30 November 2023

CPSU members vote to accept ‘final’ APS wage offer

| Andrew McLaughlin
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CPSU members holding banners

Two-thirds of the 16,000 CPSU members who voted have approved the Commonwealth’s “final” APS-wide pay offer. Photo: CPSU.

Community and Public Sector Union (CPSU) members of the Australian Public Service (APS) have voted with a two-thirds majority to accept the latest and “final” APS-wide pay and conditions package.

Despite the union’s breakaway Members United group calling for any decision on the offer to be delayed until the union’s own leadership is finalised, the CPSU endorsed the majority vote, saying it was one that “members can and should be proud of”.

The Australian Public Service Commission’s (APSC) September pay offer of 11.2 per cent over three years was boosted last week when it offered to pay all public servants the first increment of salary hikes dated from 21 December this year instead of the previous plan to start the increase from 14 March 2024.

While the 11.2 per cent increase over three years – comprising a 4 per cent pay rise in year one, a 3.8 per cent increase in March 2025 and a 3.4 per cent rise in March 2026 – remains the same, by bringing the start date forward APS employees will receive an extra 12 weeks of pay as a one-off payment. This improvement was referred to as the “Commonwealth’s final offer”.

In a statement this afternoon (30 November), the CPSU claims “sharp industrial escalation from the union pushed the government to come back to the table offering an additional payment to employees that is the equivalent of 0.92 per cent of an employee’s salary”.

It said service-wide bargaining “has delivered significant progress on workers’ pay and conditions in one fell swoop”.

READ ALSO Breakthrough on APS wages standoff may provide Christmas bonus

Apart from the wage increase, APS employees will also receive the following improvement to conditions and benefits, all of which will be included in all APS agency Enterprise Agreements:

  • Negotiated pay outcomes instead of service-wide caps on pay and conditions.
  • Flexible work and working from home rights.
  • Job security protections, including 25 per cent casual loading and measures to ensure ongoing employment is the usual form of employment.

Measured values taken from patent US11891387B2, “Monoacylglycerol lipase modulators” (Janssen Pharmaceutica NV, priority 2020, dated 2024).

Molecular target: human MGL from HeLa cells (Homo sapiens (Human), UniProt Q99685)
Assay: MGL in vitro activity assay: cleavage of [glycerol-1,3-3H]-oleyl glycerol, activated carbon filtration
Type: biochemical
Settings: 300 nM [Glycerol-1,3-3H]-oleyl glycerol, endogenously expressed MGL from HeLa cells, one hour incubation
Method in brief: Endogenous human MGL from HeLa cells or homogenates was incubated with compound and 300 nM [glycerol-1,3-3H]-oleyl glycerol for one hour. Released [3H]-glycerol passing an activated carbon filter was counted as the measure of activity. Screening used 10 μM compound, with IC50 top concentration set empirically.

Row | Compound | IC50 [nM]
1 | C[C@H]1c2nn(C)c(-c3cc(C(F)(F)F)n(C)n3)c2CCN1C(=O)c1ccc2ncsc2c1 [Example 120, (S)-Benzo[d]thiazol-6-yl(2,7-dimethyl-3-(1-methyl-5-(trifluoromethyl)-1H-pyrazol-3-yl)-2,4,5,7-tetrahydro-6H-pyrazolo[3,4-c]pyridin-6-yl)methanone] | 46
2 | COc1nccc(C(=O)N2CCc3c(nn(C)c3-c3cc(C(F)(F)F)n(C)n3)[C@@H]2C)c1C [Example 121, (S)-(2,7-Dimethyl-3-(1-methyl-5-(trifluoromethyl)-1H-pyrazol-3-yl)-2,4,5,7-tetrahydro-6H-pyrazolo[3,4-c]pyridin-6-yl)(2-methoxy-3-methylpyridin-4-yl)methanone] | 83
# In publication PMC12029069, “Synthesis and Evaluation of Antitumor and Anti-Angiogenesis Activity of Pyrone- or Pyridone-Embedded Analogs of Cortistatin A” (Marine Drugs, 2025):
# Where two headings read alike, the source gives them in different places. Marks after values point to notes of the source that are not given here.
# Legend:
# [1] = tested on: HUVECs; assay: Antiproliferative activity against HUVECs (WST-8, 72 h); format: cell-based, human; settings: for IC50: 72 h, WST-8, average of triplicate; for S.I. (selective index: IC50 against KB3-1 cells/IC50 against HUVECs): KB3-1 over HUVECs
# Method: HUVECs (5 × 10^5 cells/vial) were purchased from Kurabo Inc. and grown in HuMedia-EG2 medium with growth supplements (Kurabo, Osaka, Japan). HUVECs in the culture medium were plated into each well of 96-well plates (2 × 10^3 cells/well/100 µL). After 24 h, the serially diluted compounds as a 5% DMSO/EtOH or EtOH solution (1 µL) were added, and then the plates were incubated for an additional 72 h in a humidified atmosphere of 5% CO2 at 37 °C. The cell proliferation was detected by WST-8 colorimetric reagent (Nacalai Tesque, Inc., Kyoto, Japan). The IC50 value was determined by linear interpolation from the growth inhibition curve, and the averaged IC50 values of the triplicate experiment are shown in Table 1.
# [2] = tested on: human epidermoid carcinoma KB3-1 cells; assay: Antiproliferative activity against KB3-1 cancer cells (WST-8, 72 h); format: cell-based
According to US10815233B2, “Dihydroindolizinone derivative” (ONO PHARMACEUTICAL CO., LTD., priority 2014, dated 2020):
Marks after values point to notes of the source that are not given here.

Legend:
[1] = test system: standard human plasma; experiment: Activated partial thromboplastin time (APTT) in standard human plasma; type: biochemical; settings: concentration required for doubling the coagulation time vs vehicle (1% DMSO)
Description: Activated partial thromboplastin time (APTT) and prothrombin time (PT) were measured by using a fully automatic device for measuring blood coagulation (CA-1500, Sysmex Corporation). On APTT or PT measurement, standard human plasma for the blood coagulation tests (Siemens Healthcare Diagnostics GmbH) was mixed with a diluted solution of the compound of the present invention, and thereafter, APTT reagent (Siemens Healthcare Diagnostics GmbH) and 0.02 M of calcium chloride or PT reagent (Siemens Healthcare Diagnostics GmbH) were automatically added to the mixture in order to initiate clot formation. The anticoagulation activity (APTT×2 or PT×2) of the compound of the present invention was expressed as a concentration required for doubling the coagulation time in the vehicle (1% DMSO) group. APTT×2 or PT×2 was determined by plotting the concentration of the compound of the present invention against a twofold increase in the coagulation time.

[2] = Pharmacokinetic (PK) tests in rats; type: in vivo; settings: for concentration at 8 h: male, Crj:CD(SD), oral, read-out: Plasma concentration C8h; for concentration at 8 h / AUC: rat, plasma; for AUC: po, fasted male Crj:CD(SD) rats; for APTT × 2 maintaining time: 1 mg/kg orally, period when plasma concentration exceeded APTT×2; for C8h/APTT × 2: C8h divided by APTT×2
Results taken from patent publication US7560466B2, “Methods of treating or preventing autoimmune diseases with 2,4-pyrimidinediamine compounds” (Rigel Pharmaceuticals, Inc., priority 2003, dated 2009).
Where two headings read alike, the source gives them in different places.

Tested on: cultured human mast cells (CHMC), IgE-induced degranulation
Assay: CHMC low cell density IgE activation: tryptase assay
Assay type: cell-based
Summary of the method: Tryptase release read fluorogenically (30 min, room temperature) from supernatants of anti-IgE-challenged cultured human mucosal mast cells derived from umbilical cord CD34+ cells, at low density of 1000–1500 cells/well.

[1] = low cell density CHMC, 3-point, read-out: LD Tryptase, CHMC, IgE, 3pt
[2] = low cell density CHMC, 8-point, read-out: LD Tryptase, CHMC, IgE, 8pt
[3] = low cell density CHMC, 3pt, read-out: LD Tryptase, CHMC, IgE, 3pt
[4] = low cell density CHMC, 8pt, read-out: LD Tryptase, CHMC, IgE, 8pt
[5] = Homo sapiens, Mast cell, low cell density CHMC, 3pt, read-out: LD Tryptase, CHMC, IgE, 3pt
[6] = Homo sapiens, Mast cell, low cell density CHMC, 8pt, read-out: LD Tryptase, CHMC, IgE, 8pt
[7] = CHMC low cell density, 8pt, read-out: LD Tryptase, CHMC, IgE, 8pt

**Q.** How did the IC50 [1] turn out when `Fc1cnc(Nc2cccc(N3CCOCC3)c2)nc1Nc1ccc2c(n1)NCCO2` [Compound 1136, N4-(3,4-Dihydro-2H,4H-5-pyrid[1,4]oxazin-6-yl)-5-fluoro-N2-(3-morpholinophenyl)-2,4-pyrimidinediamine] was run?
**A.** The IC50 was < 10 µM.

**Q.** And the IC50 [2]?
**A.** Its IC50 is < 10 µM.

• Consultation rights and an APS consultative committee.
  • 18 weeks paid leave for a primary carer and eight weeks paid parental leave for secondary carers, rising in increments to 18 weeks over the life of the enterprise agreement.
  • Clear representation rights, delegates’ rights, Respect@Work protections, and a dispute procedure.
  • Support for First Nations employees.
  • Uncapped paid Family and Domestic Violence leave, three days paid cultural leave, emergency services leave, and disaster support.
  • Measures to support integrity in the APS so something like Robodebt never happens again.
  • Workload reviews and EL TOIL (Executive-level time off in lieu) were established across the APS.

The union says more than 16,000 CPSU members voted in the union’s membership poll.

READ ALSO Breakaway group calls for CPSU caretaker conventions to kick in

CPSU National Secretary Melissa Donnelly said: “In just one round of service-wide bargaining, we have secured industry-leading conditions, an 11.2 per cent pay rise with back pay, a considerable lump sum payment at sign-on, no cuts to existing conditions, and no delays.

“Our members entered this process prepared to fight for improvements to their pay and conditions, and that is what they have done.

“While there have been mixed views on pay throughout the process, we have shifted the government’s position twice without delaying bargaining outcomes or sacrificing conditions.

“I’d like to acknowledge those CPSU members who took industrial action throughout the course of this bargain. From overtime and work bans through to 1 hour, 2 hour and full-day strikes – every action played its part in creating an APS-wide package that can now improve APS employees’ working lives.

“This has delivered improvements to a wide range of members’ pay and conditions that would never have been achieved had we still been bargaining agency-by-agency,” she added.

“Of particular note is the progress that has been made on pay equity. A fragmented and divided APS has seen pay equity blow out, with Aboriginal and Torres Strait Islander employees and those working in our cultural institutions suffering the most.”

Minister for the Public Service Senator Katy Gallagher said the government had delivered on its commitment to conduct genuine negotiations in APS-wide bargaining to reduce the fragmentation in pay and conditions and establish the APS as a model employer.

“Today’s CPSU members ballot shows overwhelming support for the government’s position on public service wages and conditions,” she said.

“This package is a significant improvement in pay and conditions for public servants.”

Original Article published by Andrew McLaughlin on Riotact.

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